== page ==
Stocks end lower as selling accelerates into the close; S&P still posts best year since 2013

U.S. stocks closed lower Friday, the last trading day of the year, with no S&P 500 sectors ending higher.

The S&P 500 closed about half a percent lower but still held gains of 19.4 percent for the year, its best since 2013. Information technology soared 36.9 percent and materials gained 21.4 percent as the top performers for 2017, while energy and telecommunications were the only sectors in the red for the year.

Selling suddenly accelerated in the last several minutes heading into Friday’s close. Traders said there was no apparent reason for the broad sell-off, which hit all three major indexes. It took several minutes for stocks to settle before the Dow Jones industrial average finally ended about 118 points lower, erasing gains for the week.

Stocks were “hit very late in the day across different sectors,” said Sahak Manuelian, managing director at Wedbush Securities. “I imagine it was just guys selling … reducing exposure on some the bigger winners of the year.”

U.S. composite trading volume for the session was more than 1 billion shares below its 50-day average. Trading volume has been light all week as U.S. markets were closed Monday for Christmas and are closed next Monday for New Year’s Day. Apple and UnitedHealth each fell more than 1 percent as the greatest negative impact on the Dow, followed by Goldman Sachs. UnitedHealth is the third-best performer in the Dow this year. Boeing is first, followed by Caterpillar.

Goldman Sachs shares closed 0.68 percent lower after earlier falling more than 1 percent.

The company disclosed in a Friday filing with the U.S. Securities and Exchange Commission that the financial giant expects fourth-quarter earnings to decrease by about $5 billion, primarily due to repatriation provisions in the new U.S. tax law President Donald Trump signed last Friday.

The law requires companies to repatriate, or bring back, foreign earnings, beginning in 2018, with the option of paying taxes on those earnings over eight years. The special, one-time tax rate is 8 percent for illiquid assets and 15.5 percent for cash.

The new law also cuts the corporate tax rate to 21 percent from 35 percent.

“It will be interesting to see how much short-term capital gains there will be in the first few weeks of January,” said Dan Deming, managing director at KKM Financial. In addition, “People will be rebalancing their portfolios.”

Stocks have soared in anticipation of the stimulative effects of the tax cut. The Dow and S&P 500 posted five straight weeks of gains last week after Trump signed the new tax legislation, which he was able to do after Congress approved another bill to keep the federal government funded through Jan. 19.

“The question next year is how much of that stimulus will flow to the companies’ bottom line,” said Jeremy Klein, chief market strategist at FBN Securities. “Did what we assume was going to happen for companies really happen?”

“I think a lot of things change on Jan. 2,” he said.

A creep higher in commodities prices could also change expectations next year on inflation.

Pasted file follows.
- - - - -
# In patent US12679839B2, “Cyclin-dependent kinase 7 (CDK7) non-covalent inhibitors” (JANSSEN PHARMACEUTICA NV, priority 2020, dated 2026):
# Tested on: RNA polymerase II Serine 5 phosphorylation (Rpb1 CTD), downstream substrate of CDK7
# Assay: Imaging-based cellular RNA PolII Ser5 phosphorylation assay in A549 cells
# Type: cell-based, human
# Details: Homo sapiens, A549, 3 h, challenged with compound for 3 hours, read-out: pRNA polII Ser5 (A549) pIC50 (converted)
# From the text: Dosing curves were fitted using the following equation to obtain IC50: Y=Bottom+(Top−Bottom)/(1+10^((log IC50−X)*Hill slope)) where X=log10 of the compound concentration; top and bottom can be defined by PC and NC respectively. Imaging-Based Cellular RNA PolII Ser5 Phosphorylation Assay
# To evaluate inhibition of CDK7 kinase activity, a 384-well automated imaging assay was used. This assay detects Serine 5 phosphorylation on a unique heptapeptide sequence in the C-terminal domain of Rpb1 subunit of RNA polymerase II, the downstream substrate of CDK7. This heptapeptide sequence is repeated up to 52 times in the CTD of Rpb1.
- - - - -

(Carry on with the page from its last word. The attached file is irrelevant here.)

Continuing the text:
Gold futures expiring in February settled up 0.93 percent at $1,309.30 after hitting their highest since Sept. 26. The precious metal futures gained 13.68 percent for the year, their best since 2010.

U.S. crude oil futures closed above $60 for first time in 2.5 years, settling at $60.42 for a gain of 12.5 percent for the year.

Copper settled 0.2 percent lower after rising for 15 straight sessions to a near four-year high Thursday. Copper gained 31.7 percent this year, its best since 2010.

“You’ve got certain beliefs in the right environment moving forward that could impact the reset on a lot of equity positions,” Deming said, noting the weakness in the U.S. dollar is likely causing confusion.

The U.S. dollar index fell Friday to its lowest since late September, down more than 9.5 percent this year in its worst year since 2003. The euro climbed to $1.20, its highest since Sept. 22.

Even with Friday’s sudden, late-session decline, 2017 was notable for the lack of market volatility. The S&P only moved up or down by at least 1 percent on eight occasions this year, most recently on Sept. 11. The index had 48 such days in 2016 and 71 in 2015.

For all of 2017, trading volume in SPDR S&P 500 (SPY) shares was on pace for its lowest volume year since 2006.

Stocks failed to set records Friday, but the S&P and Dow ended the year within 1 percent of their all-time highs hit this month. The Nasdaq composite was within 1.5 percent of its record high hit Dec. 18.

The Dow did close at a record Thursday for the 71st time this year and was on pace for slight weekly gains. The last time the Dow rose in each of the final six full weeks of the year was in 1954. That does not include weeks encompassing two different years.

On a monthly basis, the indexes did make history:

  • The Nasdaq composite rose 0.4 percent in December, meaning it posted gains in 11 of 12 months in 2017, a first for the tech-heavy index.
  • The Dow rose 1.8 percent for the month, its first nine straight months of gains since 1959.
  • The S&P gained 0.98 percent for its first nine-month win streak since 1983.

On a total return basis, which includes dividends, the S&P 500 is on pace to post gains for every month of the calendar year for the first time in history, according to Ryan Detrick, senior market strategist at LPL Financial.

Source: CNBC